I wasn’t even supposed to be here.
A year ago I was supposed to be in New Jersey.
As early as a few weeks ago I was supposed to be in Delaware.
Running 26.2 miles somewhere else.
But here I am, Salisbury Maryland, Saturday, April 3rd – and I just qualified for Boston.
My journey started in Baltimore, 2 years ago.
After finishing Ironman Maryland I set my sights on a sub 3 hour marathon to qualify for Boston.
I (stupidly) chose one of the hilliest marathons on the east coast, Baltimore – and I missed by 18 minutes.
Not 24 hours later, I was planning the revenge tour.
COVID-19 happened. I don’t need to write much more here.
I was signed up for the New Jersey marathon in April of 2020 and had been training (quite effectively I might add) in the months following Baltimore.
I was just in peak weeks approaching my 20 milers when the race was canceled, the world shut down, and the status of my next race totally unknown.
With COVID a ‘norm’, races started popping up again. They all had their restrictions, but at least they were there.
In April 2020 was the Delaware Marathon, a few hours from my house, a Boston Qualifier course, and flat enough to be worthy.
I signed up and got to work.
I had revamped my entire training at this point. Shooting for 5-6 days running per week (vs 3-4 for Baltimore) with more specific speed work, long run workouts, and in another word – focus.
The next 4 months would be grueling, but they did their job – I was feeling as ready as ever to tackle a BQ attempt again.
Delaware marathon canceled.
2nd time in two years I’d trained almost all the way there, only to have a marathon ripped out from under me. The BQ attempt risked having to wait even longer.
Until Kevin, a great friend, JMF running coach, and fast as hell guy texted me:
“Hey, Salisbury is in 2 weeks, it’s flat, registration is still open – it’s a BQ course, do that with me”
So, the plan became simple:
Salisbury was a well known place to me.
I played lacrosse in college for York College of PA, Salisbury was in our division.
I wouldn’t call us competitive with them (they frequently ranked #1 in the country), but that didn’t mean we liked them very much.
Kevin ran track at York and had, let’s say similar feelings.
We were here to run fast, give the middle finger to Salisbury’s stadium, and finish sub 3.
But first, sushi.
A tradition both of us had locked on to in our last few years, sushi before the long run (or in today’s case, race).
Sushi is, uh, hard to come by in rural Salisbury, so Kevin brought it from his favorite spot in Philly, and 12 rolls and a declined beer later (I’d have mine if I earned it on race day), we went to bed, ready to rock.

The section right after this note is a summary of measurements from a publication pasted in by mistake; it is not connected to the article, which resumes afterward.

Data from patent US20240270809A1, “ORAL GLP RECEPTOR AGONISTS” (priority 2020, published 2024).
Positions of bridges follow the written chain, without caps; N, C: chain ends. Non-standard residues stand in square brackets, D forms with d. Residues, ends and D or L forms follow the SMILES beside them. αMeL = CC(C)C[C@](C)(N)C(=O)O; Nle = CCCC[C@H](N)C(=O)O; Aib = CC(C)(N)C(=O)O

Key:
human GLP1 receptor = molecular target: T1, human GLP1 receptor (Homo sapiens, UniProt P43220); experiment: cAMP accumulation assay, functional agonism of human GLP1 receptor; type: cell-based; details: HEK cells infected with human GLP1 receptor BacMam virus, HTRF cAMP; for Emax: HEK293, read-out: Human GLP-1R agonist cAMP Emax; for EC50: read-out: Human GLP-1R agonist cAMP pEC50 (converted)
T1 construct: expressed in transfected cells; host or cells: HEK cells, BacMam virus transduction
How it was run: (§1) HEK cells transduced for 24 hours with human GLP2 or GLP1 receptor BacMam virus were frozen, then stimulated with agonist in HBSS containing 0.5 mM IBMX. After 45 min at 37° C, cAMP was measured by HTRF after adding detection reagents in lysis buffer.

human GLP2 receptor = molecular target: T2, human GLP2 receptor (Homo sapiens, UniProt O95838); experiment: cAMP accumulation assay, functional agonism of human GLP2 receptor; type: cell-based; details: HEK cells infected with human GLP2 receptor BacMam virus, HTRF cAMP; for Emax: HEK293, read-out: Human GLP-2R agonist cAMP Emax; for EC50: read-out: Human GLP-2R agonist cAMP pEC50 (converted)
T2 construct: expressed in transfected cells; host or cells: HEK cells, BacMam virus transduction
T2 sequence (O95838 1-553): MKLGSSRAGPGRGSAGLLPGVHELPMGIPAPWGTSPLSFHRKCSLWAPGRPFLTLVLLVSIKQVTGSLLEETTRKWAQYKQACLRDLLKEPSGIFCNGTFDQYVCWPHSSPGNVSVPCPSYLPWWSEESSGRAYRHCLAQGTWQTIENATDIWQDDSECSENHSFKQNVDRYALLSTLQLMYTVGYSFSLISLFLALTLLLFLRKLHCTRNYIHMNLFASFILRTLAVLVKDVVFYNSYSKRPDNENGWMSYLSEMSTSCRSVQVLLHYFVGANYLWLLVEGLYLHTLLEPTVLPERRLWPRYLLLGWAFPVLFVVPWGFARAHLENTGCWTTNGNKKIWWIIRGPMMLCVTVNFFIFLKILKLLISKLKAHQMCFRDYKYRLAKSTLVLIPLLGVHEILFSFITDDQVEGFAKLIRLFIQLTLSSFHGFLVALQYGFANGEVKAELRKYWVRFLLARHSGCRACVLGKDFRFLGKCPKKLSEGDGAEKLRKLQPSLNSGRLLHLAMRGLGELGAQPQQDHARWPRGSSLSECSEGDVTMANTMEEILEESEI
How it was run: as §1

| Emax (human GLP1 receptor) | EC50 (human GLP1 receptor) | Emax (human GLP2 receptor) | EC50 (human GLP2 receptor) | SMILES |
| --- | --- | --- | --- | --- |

It was MAYBE 25 degrees when our alarms went off.
An absolutely frigid, but totally clear day was ahead of us, with temps peaking at 45 mid day (well after we’d be done running).
As someone who runs hot in general, I was thrilled with the temp, just not the part where I had to deal with it prior to running.
We bundled up, grabbed sweats, maurten gels, bibs and super shoes, and made our way to the start.
Kevin, myself, and the other ~200 people in the race stood idly around, ready to tackle the some 400ft of total elevation gain of this fast course.
No breeze, no precipitation, just anxiety in the air.
My plan? Run a 6:40-6:45 until I finished, or collapsed, whichever came first.
We lined up – they played a mediocre version of the national anthem on what amounted to a bluetooth speaker, and off went the gun.
Normally, when I write these race reports, I break up the race into sections. There are usually key events or notable things that happen in the beginning/middle/end.
This race? Not really the case.
There were no notable landmarks (sans the stadium which go the very petty bird) or significant changes in feeling, pace, stride, hope.
From the first mile, I felt great. And I felt that way the whole. Damn. time.
I was fortunate enough to find a guy from my town also running at my speed, and we paced each other most of the way – I’m sure it made a difference, it definitely did for me.
Every single mile existed between ~6:38-6:47 and I mentally ran the race exactly as intended:
Those 3 sections helped me stay calm for the first 16, focused for 6, and pumped that only 4 remained after.
There’s no fancy story here – simply this:
My training was enough, the weather was perfect, my hydration/nutrition was proper and I ended the race: 2:56:01.
3:59 under my BQ standard.
I am going to Boston.
Now… where can I get that beer